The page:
With all the attention primary care physicians get—their declining numbers amid an increased demand to cope with more insured patients and their leadership needed to accommodate the rise of patient-center medical homes—it is easy to overlook that obstetrician-gynecologists are facing similar pressures while providing similar care.
Like primary care providers, ob-gyn physician numbers are also falling. The American Congress of Obstetricians and Gynecology estimates a shortage of 9,000 ob-gyns by 2030. The declining numbers, says ACOG, are due, in part, to physicians retiring and to the cap on federally funded residency slots.
And just as primary care providers who are leading care teams, ob-gyns are stepping up as leaders to coordinate care for women. In some cases, the approach is trumping the care model that places women's health under one roof.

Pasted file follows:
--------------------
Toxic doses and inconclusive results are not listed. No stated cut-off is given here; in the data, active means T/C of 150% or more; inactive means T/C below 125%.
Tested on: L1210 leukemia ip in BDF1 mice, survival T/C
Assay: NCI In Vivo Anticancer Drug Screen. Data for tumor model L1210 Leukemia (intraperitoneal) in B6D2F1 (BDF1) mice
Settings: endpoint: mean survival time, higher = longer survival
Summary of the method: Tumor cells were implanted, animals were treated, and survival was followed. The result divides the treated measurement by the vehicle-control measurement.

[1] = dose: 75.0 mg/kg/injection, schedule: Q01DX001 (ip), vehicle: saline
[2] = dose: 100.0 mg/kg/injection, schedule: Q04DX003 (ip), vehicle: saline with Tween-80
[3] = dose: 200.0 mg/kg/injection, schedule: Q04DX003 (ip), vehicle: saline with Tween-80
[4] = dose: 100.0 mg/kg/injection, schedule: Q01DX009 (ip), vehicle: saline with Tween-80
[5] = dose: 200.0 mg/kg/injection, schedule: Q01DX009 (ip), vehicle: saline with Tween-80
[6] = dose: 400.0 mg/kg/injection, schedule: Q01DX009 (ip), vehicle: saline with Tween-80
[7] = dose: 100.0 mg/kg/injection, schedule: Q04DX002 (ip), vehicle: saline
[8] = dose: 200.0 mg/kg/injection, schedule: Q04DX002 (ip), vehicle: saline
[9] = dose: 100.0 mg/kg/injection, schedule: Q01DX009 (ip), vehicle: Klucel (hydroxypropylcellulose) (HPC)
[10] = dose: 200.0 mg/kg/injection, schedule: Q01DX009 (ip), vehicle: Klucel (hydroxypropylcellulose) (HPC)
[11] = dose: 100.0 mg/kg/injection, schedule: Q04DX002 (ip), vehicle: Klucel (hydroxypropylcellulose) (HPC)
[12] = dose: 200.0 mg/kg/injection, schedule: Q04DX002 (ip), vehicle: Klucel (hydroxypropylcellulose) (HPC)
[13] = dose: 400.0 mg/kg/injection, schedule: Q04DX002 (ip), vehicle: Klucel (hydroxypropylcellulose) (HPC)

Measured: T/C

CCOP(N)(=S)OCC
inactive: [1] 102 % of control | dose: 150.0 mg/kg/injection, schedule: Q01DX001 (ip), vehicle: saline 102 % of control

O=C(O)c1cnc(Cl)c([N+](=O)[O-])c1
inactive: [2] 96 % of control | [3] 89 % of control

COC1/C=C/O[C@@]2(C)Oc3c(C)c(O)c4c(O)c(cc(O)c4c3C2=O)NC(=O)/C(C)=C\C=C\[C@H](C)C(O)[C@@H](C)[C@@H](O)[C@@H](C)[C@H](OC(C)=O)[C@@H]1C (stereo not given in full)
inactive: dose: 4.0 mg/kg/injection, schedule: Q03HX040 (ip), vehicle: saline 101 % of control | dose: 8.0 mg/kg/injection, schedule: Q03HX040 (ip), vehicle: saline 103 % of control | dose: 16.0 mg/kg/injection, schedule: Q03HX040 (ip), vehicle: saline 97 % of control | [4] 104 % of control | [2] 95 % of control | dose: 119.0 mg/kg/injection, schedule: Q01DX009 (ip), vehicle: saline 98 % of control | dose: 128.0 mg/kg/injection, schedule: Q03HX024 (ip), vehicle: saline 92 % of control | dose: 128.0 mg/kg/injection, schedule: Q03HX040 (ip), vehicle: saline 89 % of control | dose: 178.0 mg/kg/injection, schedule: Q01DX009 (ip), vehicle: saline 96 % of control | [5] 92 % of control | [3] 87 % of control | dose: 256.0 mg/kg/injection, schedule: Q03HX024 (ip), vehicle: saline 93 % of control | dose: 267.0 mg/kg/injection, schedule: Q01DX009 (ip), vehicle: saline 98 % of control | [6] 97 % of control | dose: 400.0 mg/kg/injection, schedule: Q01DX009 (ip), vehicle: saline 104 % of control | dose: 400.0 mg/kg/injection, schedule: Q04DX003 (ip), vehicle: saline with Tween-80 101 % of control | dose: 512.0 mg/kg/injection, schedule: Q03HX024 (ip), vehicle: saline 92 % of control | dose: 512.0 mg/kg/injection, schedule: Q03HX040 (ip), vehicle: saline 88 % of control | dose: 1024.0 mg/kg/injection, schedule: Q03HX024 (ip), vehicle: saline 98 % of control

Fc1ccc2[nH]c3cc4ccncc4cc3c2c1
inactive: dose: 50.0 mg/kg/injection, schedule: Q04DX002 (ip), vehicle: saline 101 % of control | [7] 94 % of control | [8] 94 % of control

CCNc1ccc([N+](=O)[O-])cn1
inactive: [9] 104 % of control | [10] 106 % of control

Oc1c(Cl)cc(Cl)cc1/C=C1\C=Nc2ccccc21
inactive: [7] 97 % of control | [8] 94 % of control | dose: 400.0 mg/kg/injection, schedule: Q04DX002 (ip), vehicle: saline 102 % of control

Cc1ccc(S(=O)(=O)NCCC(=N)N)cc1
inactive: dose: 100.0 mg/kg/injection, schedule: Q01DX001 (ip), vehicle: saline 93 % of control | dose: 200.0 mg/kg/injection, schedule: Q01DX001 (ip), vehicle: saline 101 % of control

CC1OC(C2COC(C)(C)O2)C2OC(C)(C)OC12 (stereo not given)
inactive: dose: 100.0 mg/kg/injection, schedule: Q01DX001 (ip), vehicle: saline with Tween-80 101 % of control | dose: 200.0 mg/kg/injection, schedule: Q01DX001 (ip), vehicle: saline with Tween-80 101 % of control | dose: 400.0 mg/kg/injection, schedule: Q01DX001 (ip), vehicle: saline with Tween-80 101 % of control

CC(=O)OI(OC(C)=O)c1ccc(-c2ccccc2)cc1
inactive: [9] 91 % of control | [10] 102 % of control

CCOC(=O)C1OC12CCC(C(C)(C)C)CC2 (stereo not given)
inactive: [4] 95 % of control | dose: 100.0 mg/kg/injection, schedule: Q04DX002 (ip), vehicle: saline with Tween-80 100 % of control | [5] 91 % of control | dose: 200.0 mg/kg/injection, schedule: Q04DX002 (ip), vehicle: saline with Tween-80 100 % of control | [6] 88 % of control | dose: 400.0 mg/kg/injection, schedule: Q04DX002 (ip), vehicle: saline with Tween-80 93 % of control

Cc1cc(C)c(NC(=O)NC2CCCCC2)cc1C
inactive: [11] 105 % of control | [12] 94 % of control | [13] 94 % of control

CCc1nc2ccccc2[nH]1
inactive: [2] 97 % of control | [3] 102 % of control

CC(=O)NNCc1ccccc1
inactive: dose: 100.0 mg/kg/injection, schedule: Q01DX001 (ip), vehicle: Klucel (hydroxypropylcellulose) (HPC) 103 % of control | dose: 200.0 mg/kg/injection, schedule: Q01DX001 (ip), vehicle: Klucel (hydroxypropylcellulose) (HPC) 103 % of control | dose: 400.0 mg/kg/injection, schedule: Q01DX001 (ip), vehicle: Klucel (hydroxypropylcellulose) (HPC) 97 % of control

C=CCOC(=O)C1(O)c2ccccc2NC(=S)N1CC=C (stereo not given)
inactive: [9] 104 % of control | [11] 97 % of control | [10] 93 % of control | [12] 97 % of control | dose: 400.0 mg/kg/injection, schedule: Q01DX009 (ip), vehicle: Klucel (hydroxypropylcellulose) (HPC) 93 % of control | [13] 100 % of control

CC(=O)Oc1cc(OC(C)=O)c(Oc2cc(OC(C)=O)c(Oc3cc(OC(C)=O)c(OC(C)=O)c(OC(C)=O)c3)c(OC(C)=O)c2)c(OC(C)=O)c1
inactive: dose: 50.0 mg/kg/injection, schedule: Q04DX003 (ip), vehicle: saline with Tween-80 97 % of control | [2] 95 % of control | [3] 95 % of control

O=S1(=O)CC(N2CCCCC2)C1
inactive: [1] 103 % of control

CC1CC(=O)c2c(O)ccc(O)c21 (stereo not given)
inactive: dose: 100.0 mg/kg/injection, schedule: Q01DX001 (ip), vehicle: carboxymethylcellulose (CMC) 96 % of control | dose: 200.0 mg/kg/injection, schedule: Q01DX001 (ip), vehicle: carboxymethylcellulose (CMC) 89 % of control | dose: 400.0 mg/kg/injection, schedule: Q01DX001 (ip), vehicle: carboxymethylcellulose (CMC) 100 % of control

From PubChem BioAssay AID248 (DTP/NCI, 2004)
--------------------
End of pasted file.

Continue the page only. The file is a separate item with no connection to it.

For example, Milwaukee-based Froedtert & the Medical College of Wisconsin, a network of three hospitals, including an academic medical center and 30 clinics, has intentionally avoided lumping women's health services together under one department.
"We're focused on population health," says JoAnne Hill, MD, JoAnne Hill, MD, medical director of care management and patient experience for Froedtert & the Medical College of Wisconsin's Community Physicians. "We're not doing something specifically for women. Our focus is to risk-stratify populations to deliver the most appropriate care."